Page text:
He isn’t precious about Buddhism, either: His novels often focus on people practicing the religion, but mostly in an unserious, if-it’s-trendy-I’ll-do-it manner. Yet Wagner himself is committed to the practice, and sees it as a path to understanding both the good and bad in life. Of a famous Buddhist text, Liberation in the Palm of Your Hand, he wrote, “Some of the most extraordinary chapters are brutal but ultimately poetic summaries on arrogance, impermanence, and the inevitability of death.”
His most recent book, a collection of two novellas called The Empty Chair, may be his sincerest treatment of the Buddhist practice—and spirituality in general—yet. In the preface, he writes, “If it were possible to hold all of the people’s stories all of the time in one’s head, heart and hands, there is no doubt that in the end each would be unvanquishably linked by a single, religious detail…” (For more on The Empty Chair, check out Wagner’s interview with Zola Books!)
T.S. Eliot never formally joined the Buddhist religion, but he was keenly interested in its teachings and philosophies. Some view his poetic masterpiece The Waste Land as a quasi-Buddhist text: The final line of the poem, “Shantih shantih shantih,” alludes to a chant used in Buddhist meditation.
In his history of modernism, Constellation of Genius, Kevin Jacksoncalls Eliot’s knowledge of the religion “considerable” and says that he was “tempted to adopt” it. Scholar Thomas Michael LeCarner suggests that the influence of the religion can be detected in Eliot’s work, arguing that The Waste Land, far from an attempt “to deal with the physical destruction and human atrocities of the First World War,” instead creates a Buddhist-inspired “vast emptiness, a world of pain, suffering, desolation and despair, as if to suggest that even in the presence of all the greatest artistic and cultural achievements of mankind, we must understand that life is transitory and material things ephemeral.”
Beat poet Allen Ginsberg was a committed student of Buddhism and wrote extensively on his interest the practice. Just read his “spiritual autobiography,” “The Vomit of a Mad Tyger.”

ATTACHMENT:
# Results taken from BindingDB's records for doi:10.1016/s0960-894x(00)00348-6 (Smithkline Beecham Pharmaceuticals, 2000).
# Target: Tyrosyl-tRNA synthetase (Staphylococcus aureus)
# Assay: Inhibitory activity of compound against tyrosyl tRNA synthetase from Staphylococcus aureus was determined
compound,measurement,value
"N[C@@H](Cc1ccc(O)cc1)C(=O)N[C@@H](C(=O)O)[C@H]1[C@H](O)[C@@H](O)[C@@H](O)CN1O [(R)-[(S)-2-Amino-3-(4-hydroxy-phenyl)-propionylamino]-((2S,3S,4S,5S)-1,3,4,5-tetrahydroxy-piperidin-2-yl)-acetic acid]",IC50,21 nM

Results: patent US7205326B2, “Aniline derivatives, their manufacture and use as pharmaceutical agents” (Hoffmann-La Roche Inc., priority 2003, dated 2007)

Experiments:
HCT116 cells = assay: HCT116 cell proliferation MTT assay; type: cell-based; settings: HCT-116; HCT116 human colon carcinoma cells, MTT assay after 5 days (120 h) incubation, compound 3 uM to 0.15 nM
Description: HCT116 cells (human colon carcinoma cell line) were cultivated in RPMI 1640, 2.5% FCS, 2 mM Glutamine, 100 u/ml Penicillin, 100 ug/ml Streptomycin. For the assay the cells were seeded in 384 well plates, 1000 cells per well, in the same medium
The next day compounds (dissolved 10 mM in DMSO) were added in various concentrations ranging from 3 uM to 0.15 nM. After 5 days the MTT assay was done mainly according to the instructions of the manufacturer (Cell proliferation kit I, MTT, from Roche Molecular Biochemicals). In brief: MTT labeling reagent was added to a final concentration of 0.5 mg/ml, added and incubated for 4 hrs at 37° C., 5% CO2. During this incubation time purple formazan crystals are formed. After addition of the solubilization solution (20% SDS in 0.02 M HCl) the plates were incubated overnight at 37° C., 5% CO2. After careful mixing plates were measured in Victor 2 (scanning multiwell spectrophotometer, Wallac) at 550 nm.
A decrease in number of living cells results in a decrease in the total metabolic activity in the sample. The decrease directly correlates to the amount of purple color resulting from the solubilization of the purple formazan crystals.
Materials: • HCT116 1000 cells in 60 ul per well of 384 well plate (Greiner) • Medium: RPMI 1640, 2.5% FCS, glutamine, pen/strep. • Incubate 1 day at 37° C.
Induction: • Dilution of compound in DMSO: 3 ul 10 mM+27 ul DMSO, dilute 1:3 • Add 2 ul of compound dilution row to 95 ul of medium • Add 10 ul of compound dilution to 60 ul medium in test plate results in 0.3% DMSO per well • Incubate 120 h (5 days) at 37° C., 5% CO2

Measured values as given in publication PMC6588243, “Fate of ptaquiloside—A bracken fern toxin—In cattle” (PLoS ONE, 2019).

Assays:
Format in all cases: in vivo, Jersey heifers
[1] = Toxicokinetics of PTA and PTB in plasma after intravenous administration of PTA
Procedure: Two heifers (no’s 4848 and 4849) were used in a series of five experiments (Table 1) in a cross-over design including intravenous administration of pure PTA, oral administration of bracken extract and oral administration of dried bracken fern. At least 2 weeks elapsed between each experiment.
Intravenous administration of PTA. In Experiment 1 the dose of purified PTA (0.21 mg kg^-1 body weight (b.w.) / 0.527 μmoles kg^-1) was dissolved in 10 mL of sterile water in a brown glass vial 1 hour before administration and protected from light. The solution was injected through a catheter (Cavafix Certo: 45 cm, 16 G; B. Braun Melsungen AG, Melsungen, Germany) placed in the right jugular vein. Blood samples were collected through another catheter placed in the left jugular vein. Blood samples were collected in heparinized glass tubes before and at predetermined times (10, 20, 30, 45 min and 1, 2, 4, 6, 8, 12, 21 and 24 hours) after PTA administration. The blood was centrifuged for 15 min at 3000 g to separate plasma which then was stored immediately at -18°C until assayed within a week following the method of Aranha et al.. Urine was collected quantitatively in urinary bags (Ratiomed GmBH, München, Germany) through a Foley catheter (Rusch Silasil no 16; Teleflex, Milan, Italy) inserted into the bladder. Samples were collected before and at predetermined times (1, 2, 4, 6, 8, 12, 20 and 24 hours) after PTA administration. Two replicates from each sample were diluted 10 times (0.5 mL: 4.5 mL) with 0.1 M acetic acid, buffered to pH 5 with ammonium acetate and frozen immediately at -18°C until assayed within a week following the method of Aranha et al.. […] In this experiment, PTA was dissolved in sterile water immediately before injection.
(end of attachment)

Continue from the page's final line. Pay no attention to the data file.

As Tricycle Books editor Carole Tonkinson has pointed out, the peculiar logic of Buddhism appealed to the Beat sensibility, which sought to articulate the paradox of self and transcendence: “In the teachings of Buddhism… members of the Beat generation began to find some sanity,” she writes. “The big view, or Big Mind, of Buddhism—which suggested a horizonless space, a state of cosmic, all-encompassing awareness—proved a powerful antidote to the restrictive views espoused by the government, the literary establishment, and organized religion.”
Musician, Evelyn Evelyn author, and the wife of novelist Neil Gaiman, Amanda Palmer draws inspiration from the Buddhist practice of meditation. She has written on the challenges of being a good artist—someone perpetually open to ideas and inspiration—and a good meditator: someone who can temporarily arrest all planning and ideating. “I watch this mental boxing match take place with interest,” she writes. “In one corner sits a meditator, who calmly suggests that good ideas will linger if they are worthwhile. And so what if they don’t? The songs are not happening; only sitting is happening. In the other corner paces the crazed composer with the mind specifically cultivated to jump from image to word to melody in an effort to create a work of art that will move her fellow humans.”
This piece originally ran on April 20, 2014.